It was the storm before the calm.
As midnight approached, an estimated 1,000 shoppers lined up outside a Best Buy in Canoga Park, Calif., where 80 employees inside prepared to open doors.
Harrison Rappaport was second in line, camped out since Monday. He was asked about the hardest part of his four-day experience outside the store. "The last 30 minutes. You want it to go by fast. It's taking forever."
There was a heavy police presence in the parking lot after a shopper at a nearby Walmart pepper sprayed a crowd lined up to buy Xboxes last year. Uniformed patrols were augmented by private security and undercover officers. (Read More: Are Shoppers Busting Down the Doors on Black Friday?)
"It's organized, it's safe, it's a good time," Jonathan Talkington said. This is his fourth year shopping at Best Buy on Black Friday. "They have it organized. They give out vouchers. Most places don't."
Once doors opened, about two dozen customers were allowed in at a time, and shopping went smoothly.
This is a critical Black Friday for Best Buy, which has suffered through a rough year, management shakeups, and a disappointing quarter. Citigroup reports that management has launched a "Renew Blue" initiative which includes improving the customer experience and "attracting and inspiring employees." (Read More: Best Buy Woes Continue as Earnings Fall Short.)
Each Best Buy store always holds a pre-open pep rally for employees who've spent much of Thanksgiving preparing for Black Friday.
Kimo Cano, manager of the store in Canoga Park, told employees "This is our Super Bowl." Cano thanked his employees and then led them in a sort of battle cry in Hawaiian, exhorting them in Hawaiian to focus on "service" and to "kick butt."
But just as Best Buy forms strategies for Black Friday, so do customers.
Jonathan Talkington was with seven friends which began camping out Tuesday. They snapped photos of themselves this week playing Xbox on a 42-inch TV they bought at Best Buy on last year's Black Friday.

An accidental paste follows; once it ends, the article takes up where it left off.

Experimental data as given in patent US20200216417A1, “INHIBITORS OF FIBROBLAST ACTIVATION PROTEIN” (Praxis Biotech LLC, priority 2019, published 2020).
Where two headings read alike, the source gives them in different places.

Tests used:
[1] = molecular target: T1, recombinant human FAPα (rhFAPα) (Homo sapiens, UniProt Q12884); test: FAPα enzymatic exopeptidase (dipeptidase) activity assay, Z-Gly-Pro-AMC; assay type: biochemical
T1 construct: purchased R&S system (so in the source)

Being so close to the front of the line allowed the group to pick up six to eight vouchers each. This limited number of vouchers reserve the best deals, like a $420 TV for $180. Talkington's crew had more than 40 vouchers between them, though John Haynes admitted he didn't plan on keeping everything he bought at a steep discount. "Maybe sell it on the Internet and make a little money for the holidays."
Once inside, shoppers discovered the store had only about a half dozen cashiers. Waits in line topped two hours. One customer claimed he had flown from India to buy a specific type of camera he cannot buy online back home. (Read More: Complete Holiday Central Coverage.)
"This is not the experience I was expecting," he said with frustration.
However, by 5:30 a.m., there was only a handful of people in line. It was more like a average Best Buy crowd on a typical weekend.
Calm had returned.
Best Buy hopes the customers in stores Friday will return year round, though management knows it has to combat those who use showrooms merely to check out products, but who then go home and buy those products online from competitors like Amazon . (Read More: Amazon: Great Black Friday Deals, but What About Sales Tax?)
"I'll come into Best Buy, and I'll look at the prices, and then I'll go on Amazon," Jake Rawitz admitted. So why is he here for Black Friday? "The deals here for the doorbusters are the best."
"I like the warranties," chimed in Jonathan Talkington, while Harrison Rappaport added, "I like the deals."
And then there was Jason McClelland. He was first in line, waiting for Black Friday since Sunday night at 10 p.m., 98 hours before doors opened.
The lowest point? "The first day, when I was the only one." McClelland bought a TV, a phone, and some DVDs for $355. He saved $700. What now? "I'm going to Disneyland."
—By CNBC's Jane Wells